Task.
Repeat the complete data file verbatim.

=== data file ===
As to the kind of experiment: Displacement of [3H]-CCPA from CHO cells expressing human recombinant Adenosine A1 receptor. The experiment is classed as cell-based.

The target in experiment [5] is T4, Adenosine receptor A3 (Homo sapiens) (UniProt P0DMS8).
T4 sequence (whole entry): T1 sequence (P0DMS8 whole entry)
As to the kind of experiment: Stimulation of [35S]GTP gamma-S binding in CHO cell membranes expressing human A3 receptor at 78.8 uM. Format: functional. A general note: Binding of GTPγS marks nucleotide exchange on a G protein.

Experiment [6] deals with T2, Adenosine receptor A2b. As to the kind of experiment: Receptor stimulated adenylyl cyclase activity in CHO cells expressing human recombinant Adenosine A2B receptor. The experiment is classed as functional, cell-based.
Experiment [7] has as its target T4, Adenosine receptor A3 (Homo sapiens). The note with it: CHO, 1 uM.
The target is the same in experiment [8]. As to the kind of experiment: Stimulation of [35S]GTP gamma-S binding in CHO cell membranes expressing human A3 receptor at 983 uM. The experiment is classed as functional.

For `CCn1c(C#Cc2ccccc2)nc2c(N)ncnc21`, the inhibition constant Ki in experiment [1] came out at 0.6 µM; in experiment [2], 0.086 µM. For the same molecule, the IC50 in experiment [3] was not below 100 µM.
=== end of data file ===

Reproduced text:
As to the kind of experiment: Displacement of [3H]-CCPA from CHO cells expressing human recombinant Adenosine A1 receptor. The experiment is classed as cell-based.

The target in experiment [5] is T4, Adenosine receptor A3 (Homo sapiens) (UniProt P0DMS8).
T4 sequence (whole entry): T1 sequence (P0DMS8 whole entry)
As to the kind of experiment: Stimulation of [35S]GTP gamma-S binding in CHO cell membranes expressing human A3 receptor at 78.8 uM. Format: functional. A general note: Binding of GTPγS marks nucleotide exchange on a G protein.

Experiment [6] deals with T2, Adenosine receptor A2b. As to the kind of experiment: Receptor stimulated adenylyl cyclase activity in CHO cells expressing human recombinant Adenosine A2B receptor. The experiment is classed as functional, cell-based.
Experiment [7] has as its target T4, Adenosine receptor A3 (Homo sapiens). The note with it: CHO, 1 uM.
The target is the same in experiment [8]. As to the kind of experiment: Stimulation of [35S]GTP gamma-S binding in CHO cell membranes expressing human A3 receptor at 983 uM. The experiment is classed as functional.

For `CCn1c(C#Cc2ccccc2)nc2c(N)ncnc21`, the inhibition constant Ki in experiment [1] came out at 0.6 µM; in experiment [2], 0.086 µM. For the same molecule, the IC50 in experiment [3] was not below 100 µM.